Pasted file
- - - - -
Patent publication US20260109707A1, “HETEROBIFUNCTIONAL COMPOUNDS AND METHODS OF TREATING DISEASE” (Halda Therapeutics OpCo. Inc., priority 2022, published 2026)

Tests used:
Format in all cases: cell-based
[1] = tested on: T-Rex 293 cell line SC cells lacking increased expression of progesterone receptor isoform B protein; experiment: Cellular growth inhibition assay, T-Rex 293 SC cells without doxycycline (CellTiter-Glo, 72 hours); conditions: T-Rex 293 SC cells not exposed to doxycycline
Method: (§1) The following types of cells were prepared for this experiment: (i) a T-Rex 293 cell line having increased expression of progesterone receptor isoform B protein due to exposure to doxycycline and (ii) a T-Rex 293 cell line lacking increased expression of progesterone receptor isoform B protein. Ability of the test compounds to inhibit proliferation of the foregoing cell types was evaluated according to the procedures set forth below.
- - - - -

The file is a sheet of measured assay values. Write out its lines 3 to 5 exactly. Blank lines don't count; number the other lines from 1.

Format in all cases: cell-based
[1] = tested on: T-Rex 293 cell line SC cells lacking increased expression of progesterone receptor isoform B protein; experiment: Cellular growth inhibition assay, T-Rex 293 SC cells without doxycycline (CellTiter-Glo, 72 hours); conditions: T-Rex 293 SC cells not exposed to doxycycline
Method: (§1) The following types of cells were prepared for this experiment: (i) a T-Rex 293 cell line having increased expression of progesterone receptor isoform B protein due to exposure to doxycycline and (ii) a T-Rex 293 cell line lacking increased expression of progesterone receptor isoform B protein. Ability of the test compounds to inhibit proliferation of the foregoing cell types was evaluated according to the procedures set forth below.